As soon as we were tied up we walked back to the slip to help Ralph relaunch Free Rein. He was alone and needed some crew.
Power and water connected to the dock it was now time to start testing
all critical systems. Generator, air conditioning, water pump, toilets, all working. Massive relief.
Over the next few days several things got sorted. Jerome did a full service of the generator plus main engine. A & F brought the sails out from storage and bent them on. Nina and I removed the Watermaker membrane rack. We hired a car and took the rack to Julian, water maker services, English Harbour. We knew it needed at least one new membrane and had brought this with us from UK. We also used the car to pick up some more new batteries for the bow thruster from Automotive Art including one for Ralph. We had lunch at lunch at English Harbour and a nice drive back along the coast.
We relaunched the RIB and took her for a spin. All good. We tested the davits and ensured we could stow the RIB safely. We also tested the windlass.
Attempted to fit new carbon filter to ice maker water supply. Ended up tearing out mounting screws. We had to dismantle port salon couch to remount the filter housing using bolts instead of pathetic self-tapping screws. A small job ended big, as usual, but end result well worth it. Ice maker working!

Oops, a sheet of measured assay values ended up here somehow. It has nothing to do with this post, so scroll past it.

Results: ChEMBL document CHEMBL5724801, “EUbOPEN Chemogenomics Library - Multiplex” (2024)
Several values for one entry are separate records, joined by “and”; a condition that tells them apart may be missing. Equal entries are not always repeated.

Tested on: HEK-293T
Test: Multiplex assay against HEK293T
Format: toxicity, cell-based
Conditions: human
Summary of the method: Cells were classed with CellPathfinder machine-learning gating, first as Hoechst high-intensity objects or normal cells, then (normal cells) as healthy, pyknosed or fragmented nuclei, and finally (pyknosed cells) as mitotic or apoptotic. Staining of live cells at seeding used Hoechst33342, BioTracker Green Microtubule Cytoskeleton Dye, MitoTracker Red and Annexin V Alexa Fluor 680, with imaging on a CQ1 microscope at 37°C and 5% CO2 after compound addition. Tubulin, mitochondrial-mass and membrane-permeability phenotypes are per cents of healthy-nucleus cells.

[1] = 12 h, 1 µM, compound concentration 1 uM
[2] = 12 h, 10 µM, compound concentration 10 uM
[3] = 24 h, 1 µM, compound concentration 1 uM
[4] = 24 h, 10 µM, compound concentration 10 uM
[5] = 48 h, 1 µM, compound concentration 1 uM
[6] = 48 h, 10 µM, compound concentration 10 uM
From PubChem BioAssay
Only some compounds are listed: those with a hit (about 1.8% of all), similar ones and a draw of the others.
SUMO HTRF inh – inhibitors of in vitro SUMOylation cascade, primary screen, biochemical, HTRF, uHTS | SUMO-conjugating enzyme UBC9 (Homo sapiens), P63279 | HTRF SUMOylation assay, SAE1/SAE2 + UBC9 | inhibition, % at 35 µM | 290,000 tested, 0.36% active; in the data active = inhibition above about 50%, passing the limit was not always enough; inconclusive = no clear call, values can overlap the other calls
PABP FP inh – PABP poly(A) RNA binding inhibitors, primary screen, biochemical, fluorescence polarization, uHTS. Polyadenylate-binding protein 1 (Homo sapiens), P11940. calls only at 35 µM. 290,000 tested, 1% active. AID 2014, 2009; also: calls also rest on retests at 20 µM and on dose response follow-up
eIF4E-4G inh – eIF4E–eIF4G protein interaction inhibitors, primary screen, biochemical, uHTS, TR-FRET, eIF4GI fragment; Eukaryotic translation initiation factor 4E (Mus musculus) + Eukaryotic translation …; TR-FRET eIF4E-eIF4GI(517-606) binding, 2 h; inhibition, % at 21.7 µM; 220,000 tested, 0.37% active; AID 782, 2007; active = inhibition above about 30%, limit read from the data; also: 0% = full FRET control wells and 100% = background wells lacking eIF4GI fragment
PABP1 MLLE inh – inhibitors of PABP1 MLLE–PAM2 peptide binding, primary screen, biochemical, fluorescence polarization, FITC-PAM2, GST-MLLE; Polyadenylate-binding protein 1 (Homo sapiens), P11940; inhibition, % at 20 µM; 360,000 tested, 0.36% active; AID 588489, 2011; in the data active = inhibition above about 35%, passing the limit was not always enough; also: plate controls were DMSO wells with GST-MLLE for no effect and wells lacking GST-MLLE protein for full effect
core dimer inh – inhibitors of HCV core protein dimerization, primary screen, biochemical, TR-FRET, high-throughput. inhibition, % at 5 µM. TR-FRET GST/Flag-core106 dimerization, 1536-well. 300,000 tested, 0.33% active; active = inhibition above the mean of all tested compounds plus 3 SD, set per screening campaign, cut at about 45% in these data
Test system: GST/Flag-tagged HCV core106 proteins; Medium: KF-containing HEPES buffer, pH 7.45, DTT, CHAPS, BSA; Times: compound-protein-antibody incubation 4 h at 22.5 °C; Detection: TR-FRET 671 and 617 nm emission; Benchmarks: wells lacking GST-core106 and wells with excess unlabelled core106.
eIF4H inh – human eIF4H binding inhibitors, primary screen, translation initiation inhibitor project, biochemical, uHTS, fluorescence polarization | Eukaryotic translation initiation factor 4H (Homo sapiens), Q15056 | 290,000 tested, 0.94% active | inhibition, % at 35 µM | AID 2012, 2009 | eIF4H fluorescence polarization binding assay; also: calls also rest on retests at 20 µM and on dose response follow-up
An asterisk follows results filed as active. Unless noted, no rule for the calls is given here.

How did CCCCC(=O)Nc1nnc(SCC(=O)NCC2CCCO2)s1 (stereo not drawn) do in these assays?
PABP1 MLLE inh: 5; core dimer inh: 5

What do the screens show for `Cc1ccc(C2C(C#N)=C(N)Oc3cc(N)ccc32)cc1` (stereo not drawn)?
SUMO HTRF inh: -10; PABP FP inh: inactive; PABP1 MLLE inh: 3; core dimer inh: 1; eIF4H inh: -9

During the week we ate out most evenings and enjoyed meals at The Curry House, Akropolis and Al Porto.
We met a lovely British couple Richard and Paula White from Calypso, an older Beneteau 50 that they had just acquired. Having previously lived in Antigua for 5 years they both had a wealth of knowledge about the island. We had a great evening with them aboard Safena.
Thursday 18th - First sail from Jolly to Falmouth Harbour. Very excited plus anxious about everything working. Wind 12-20 kts. Reefed main and full stay sail, all good. Hard on the wind after rounding SW tip of Antigua so was a very good workout for us plus Safena.
Quite a few yachts in Falmouth but plenty of room to anchor in 4m on the east side just north of the mooring field. Close to reef but very comfortable. Dinner at the Pizzeria.
Friday 19th - Anxiously waiting for news from Julian, Watermaker Services, about our membrane rack. Should have been a simple job replacing single membrane but turns out the end caps have been chemically corroded by storage chemical despite using cartridges from Advanced Yachts. Will need to take this up with them. Fortunately we had one spare end cap to replace the worst one. Further testing revealed that all 3 membranes are faulty due to high fresh water pressure confirming our fears. This damage almost certainly began during commissioning when the Watermaker was new by someone who should have known better! Will need to bring spares from Uk. For now Julian has has used the new membrane and the best of the old ones to create a 2 tube system using an extended high pressure hose to make the connection. Meanwhile we have been rationing water. Relaxation day with very few jobs. Great weather. Swimming, sunbathing, snoozing! Richard and Paula arrived on Calypso.
Saturday 20th - Nina and I reinstalled membrane rack. After resolving a few leeks on the high pressure hose connections we managed to make fresh water again! Thank goodness. Suddenly we are really starting to relax! Celebratory dinner at Cloggys - beautiful view from balcony over bay and fantastic food.